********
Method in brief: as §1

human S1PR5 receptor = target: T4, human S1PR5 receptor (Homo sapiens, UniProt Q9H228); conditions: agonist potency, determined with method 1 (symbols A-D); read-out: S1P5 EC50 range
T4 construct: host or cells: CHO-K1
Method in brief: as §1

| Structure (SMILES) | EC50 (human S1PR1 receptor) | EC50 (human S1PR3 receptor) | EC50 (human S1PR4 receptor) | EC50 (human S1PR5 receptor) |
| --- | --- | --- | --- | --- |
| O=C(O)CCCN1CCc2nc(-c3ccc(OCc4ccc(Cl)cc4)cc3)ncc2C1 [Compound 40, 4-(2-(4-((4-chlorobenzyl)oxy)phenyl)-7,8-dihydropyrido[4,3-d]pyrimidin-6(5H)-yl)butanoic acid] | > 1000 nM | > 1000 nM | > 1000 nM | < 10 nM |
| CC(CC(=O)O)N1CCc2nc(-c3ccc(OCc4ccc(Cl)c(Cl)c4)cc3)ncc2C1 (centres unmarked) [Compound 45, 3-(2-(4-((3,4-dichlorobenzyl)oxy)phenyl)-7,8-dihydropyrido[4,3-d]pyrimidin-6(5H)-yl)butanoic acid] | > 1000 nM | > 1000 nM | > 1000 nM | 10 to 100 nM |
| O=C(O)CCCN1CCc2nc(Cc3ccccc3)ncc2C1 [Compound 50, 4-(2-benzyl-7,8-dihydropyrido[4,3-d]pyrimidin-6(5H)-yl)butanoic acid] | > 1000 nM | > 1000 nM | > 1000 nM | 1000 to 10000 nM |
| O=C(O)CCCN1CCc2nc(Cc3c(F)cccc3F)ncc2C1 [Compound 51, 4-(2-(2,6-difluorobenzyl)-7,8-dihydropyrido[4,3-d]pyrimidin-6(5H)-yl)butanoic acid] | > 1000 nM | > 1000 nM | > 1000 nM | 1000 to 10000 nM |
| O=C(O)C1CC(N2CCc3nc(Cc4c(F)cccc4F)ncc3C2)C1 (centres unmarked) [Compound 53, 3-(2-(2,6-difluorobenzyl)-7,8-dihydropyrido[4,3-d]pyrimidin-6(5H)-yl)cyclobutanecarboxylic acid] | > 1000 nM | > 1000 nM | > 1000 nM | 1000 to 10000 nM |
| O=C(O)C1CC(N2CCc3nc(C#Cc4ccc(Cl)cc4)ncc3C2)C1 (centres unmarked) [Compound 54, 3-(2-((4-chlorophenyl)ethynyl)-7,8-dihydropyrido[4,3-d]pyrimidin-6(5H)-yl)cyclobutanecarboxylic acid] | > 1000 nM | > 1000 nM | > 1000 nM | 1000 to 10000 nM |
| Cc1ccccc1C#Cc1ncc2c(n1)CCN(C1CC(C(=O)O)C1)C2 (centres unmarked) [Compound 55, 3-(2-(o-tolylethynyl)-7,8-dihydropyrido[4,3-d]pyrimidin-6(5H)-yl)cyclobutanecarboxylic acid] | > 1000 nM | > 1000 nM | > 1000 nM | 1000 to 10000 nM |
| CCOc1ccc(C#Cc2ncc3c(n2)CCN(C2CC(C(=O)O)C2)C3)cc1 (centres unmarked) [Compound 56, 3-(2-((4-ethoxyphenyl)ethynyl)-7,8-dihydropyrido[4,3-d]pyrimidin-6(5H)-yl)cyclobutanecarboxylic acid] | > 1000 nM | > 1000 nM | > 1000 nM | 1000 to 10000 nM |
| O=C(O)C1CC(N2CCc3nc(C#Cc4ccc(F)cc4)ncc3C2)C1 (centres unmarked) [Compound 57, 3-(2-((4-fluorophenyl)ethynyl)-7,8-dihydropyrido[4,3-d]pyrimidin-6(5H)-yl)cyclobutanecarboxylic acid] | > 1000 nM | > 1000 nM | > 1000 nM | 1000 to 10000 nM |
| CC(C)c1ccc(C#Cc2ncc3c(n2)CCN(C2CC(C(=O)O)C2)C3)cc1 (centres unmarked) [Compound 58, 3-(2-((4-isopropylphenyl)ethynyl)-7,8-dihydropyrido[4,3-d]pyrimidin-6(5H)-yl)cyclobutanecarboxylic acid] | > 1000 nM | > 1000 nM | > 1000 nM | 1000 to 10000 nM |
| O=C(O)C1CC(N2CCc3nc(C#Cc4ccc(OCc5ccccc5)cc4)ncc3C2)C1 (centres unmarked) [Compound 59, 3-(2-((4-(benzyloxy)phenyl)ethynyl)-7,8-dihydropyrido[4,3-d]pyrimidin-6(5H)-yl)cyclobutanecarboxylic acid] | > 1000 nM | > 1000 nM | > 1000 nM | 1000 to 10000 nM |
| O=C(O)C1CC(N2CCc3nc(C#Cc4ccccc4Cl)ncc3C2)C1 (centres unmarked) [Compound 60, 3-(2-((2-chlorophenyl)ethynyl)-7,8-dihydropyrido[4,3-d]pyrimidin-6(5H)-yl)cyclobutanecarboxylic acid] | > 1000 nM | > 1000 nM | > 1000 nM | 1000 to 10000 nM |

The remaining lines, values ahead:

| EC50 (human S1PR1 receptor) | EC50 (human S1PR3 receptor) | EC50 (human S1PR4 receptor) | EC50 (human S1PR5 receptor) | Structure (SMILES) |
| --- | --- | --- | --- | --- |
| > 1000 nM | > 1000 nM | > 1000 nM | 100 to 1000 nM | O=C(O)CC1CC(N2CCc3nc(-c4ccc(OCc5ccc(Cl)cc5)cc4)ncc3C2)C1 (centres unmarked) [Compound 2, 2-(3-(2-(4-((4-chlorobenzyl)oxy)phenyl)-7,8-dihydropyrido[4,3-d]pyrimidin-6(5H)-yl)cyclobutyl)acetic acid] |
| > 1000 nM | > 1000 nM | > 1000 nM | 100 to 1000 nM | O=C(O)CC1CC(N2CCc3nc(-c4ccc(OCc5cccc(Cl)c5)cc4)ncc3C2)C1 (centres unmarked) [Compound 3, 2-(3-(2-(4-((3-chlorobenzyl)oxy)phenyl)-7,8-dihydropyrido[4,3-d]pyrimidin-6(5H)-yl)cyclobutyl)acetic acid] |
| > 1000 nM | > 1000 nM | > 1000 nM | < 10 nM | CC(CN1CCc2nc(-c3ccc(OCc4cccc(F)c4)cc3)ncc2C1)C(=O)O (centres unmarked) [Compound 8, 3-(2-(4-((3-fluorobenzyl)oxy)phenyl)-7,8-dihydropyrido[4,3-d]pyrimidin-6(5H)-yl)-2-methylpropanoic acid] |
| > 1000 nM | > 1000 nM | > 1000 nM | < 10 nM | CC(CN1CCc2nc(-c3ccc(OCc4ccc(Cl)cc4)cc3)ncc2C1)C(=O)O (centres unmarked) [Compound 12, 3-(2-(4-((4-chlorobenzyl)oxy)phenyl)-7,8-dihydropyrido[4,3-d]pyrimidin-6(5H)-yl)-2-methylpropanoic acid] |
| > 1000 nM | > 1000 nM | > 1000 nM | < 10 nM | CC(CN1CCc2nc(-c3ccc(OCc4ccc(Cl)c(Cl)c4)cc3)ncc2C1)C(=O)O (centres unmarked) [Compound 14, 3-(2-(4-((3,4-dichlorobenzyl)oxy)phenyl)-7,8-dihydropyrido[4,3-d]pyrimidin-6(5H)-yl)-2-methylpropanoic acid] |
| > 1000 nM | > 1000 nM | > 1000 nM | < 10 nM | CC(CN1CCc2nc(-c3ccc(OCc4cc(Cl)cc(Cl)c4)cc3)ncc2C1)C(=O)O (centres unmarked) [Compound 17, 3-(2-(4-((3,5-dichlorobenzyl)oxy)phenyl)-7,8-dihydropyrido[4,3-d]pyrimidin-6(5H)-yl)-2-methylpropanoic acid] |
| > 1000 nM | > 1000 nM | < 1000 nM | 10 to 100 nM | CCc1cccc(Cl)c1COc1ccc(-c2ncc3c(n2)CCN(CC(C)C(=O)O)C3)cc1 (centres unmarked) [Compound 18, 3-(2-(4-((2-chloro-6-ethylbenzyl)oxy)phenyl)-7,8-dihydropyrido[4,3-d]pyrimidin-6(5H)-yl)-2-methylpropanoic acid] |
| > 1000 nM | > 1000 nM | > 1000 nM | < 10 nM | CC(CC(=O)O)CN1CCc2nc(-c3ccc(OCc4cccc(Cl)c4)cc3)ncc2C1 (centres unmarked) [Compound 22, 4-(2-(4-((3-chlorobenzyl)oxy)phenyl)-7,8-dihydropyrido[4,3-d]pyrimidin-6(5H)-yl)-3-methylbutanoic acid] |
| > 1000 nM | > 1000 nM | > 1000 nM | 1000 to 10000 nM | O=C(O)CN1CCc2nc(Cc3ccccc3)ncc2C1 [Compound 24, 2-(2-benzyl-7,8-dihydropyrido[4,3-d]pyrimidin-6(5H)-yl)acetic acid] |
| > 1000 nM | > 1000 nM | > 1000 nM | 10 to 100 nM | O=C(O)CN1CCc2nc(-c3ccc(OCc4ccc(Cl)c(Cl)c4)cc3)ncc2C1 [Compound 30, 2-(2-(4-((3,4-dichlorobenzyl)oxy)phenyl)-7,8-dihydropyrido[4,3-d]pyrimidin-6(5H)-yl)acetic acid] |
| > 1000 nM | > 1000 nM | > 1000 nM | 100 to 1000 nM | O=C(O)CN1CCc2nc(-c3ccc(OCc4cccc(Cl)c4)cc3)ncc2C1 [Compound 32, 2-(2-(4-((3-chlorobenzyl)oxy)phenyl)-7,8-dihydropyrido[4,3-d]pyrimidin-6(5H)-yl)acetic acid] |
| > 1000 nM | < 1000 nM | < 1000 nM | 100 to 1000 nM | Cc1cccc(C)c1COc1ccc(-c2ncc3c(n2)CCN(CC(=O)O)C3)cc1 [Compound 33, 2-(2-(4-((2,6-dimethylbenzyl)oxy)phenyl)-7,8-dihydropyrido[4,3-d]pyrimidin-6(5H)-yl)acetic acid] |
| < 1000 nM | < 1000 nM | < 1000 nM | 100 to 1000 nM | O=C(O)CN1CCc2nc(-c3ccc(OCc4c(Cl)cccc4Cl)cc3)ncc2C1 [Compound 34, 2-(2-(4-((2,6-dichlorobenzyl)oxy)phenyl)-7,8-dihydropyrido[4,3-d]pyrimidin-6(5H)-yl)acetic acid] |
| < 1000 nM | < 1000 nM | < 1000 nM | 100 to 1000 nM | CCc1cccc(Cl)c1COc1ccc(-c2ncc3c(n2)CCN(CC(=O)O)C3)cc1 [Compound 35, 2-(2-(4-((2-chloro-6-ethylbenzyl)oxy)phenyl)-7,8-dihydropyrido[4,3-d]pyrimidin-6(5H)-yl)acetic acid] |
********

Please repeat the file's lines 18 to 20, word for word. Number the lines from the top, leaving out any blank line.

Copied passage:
| O=C(O)C1CC(N2CCc3nc(C#Cc4ccccc4Cl)ncc3C2)C1 (centres unmarked) [Compound 60, 3-(2-((2-chlorophenyl)ethynyl)-7,8-dihydropyrido[4,3-d]pyrimidin-6(5H)-yl)cyclobutanecarboxylic acid] | > 1000 nM | > 1000 nM | > 1000 nM | 1000 to 10000 nM |

The remaining lines, values ahead:

| EC50 (human S1PR1 receptor) | EC50 (human S1PR3 receptor) | EC50 (human S1PR4 receptor) | EC50 (human S1PR5 receptor) | Structure (SMILES) |